When the congregation of Community Covenant Church decided to close its doors forever, only about 12-15 people were attending services regularly. The decision to close wasn’t an easy one — the church, in the suburbs of Boston, had been founded in 1907 by working class Swedish immigrants who had faithfully given their time and money to the church for decades.

The actual closing, however, was difficult in an unexpected way.

In order to maximize the value of the property, the church sought a change in zoning from residential to commercial. The change was denied, in part because of opposition from people who said they didn’t want the character of the neighborhood to change.

Church member Mary Overholt knocked on doors, trying to get support for the rezoning. One man told her he loved looking out from his house at a church. But he and others who liked having a church in the neighborhood weren’t motivated enough to join it.

This paradox is playing out as churches close across the world. Like the man Overholt spoke to, people like the idea of churches; they appreciate their beauty, the community meeting space that some provide, and their charitable work and donations. Many don’t want churches razed or turned into nightclubs or hotels, as is happening in some cities in Europe.

But with notable exceptions — Utah, for example — people aren’t going to church like they did a generation or two ago. And as congregations dwindle and their church buildings close, their towns are left with the problem of what’s going to be in that space — as their pastors wonder what to do with church furniture and supplies, like kneelers and collection plates.

There aren’t just social problems caused by the “great dechurching” but physical ones, as well.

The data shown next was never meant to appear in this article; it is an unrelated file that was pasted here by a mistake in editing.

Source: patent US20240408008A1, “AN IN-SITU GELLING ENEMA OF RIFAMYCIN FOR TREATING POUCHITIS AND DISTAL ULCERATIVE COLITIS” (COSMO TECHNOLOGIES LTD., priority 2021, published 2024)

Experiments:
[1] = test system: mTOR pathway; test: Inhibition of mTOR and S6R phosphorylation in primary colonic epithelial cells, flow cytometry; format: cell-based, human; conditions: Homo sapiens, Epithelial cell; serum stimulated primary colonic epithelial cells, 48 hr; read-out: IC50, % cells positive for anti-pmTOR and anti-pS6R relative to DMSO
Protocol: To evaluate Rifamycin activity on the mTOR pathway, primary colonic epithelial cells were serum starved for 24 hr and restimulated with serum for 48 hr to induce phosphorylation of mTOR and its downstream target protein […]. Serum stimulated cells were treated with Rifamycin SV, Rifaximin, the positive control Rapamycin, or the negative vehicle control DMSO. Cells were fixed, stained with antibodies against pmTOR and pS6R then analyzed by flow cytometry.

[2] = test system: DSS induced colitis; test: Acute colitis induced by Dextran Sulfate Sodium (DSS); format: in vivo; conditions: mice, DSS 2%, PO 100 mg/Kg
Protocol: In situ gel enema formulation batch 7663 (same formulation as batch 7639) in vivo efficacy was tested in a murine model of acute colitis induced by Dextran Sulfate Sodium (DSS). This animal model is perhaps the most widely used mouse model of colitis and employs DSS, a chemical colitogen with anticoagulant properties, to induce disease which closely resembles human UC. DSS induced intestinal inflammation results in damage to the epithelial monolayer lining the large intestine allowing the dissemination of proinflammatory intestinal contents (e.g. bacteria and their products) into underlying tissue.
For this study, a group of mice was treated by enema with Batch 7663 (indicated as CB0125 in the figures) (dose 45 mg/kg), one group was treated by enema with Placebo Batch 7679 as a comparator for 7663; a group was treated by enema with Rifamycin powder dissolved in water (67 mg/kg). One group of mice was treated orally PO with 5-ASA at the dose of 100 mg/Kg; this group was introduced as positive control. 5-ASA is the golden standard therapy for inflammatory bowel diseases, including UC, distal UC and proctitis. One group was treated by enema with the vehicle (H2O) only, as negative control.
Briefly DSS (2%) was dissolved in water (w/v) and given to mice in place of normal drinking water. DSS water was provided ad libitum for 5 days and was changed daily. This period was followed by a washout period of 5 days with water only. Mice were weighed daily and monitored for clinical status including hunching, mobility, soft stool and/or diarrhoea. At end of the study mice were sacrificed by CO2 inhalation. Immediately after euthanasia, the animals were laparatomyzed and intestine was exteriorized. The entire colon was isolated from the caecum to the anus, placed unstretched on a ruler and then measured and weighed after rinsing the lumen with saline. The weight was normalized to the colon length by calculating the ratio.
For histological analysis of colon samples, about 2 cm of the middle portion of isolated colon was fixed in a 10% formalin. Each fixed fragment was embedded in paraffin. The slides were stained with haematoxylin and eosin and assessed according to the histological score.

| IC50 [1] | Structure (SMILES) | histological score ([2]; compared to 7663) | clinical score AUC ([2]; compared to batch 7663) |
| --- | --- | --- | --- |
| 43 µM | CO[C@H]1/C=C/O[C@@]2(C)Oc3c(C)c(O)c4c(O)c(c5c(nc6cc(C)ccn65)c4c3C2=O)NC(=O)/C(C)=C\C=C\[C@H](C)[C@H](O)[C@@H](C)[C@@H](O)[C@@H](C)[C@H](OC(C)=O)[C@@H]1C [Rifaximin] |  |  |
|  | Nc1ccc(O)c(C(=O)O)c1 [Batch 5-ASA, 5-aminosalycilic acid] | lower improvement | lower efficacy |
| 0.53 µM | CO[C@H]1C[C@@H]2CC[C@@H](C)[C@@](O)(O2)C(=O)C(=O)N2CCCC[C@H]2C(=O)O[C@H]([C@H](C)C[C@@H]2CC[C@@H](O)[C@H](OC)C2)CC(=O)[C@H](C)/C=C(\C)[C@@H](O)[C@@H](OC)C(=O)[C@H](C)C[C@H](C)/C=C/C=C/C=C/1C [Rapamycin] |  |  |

“What do you do with the choir robes? What do you do with hymnals? What do you do with extra Bibles?” asked Ryan Burge, a social scientist who studies the decline of religion and is also an American Baptist pastor leading his own small congregation in Illinois through what is likely its final months.

“We have 125 place settings for church dinners that used to happen in the 1970s and ‘80s; we haven’t used them in 30 years. What do you do with them?”

Burge’s research on the declining levels of religious participation provides the basis for the new book “The Great Dechurching” by Jim Davis and Michael Graham. While the book starkly describes trends that have led to the existence of what Burge ruefully calls “hospice pastors,” the authors remain hopeful that church attendance can yet rebound.

Until then, there are plenty of churches for sale.

Ryan P. Burge, a political scientist, researcher and pastor, sits in his church in Mount Vernon, Illinois.
Ryan P. Burge, a political scientist, researcher and pastor, sits in his church in Mount Vernon, Illinois. | Nicole Fields Photography

Who are the ‘dechurched’?

In “The Great Dechurching,” Graham and Davis say that America is seeing in real-time “the largest and fastest religious shift in U.S. history,” with some 40 million people — 1 in 6 Americans — having stopped going to church in the past 30 years. “That’s a lot of people who have changed their rhythms and habits,” Graham said in an interview.

The losses in church going, Graham and Davis point out, are greater in number than the people who came to faith during the First Great Awakening, the Second Great Awakening and all the Billy Graham crusades combined.

In Orlando, where Graham lives, 42% of residents have stopped attending church within the past 25 years. “That’s a lot of people who have changed their rhythms and habits,” he said in an interview.

Graham, the program director for The Keller Center for Cultural Apologetics, defines the “dechurched” as people who used to go to church at least once a month and now go less than once per year. So these people aren’t even going to church on Christmas and Easter, he noted.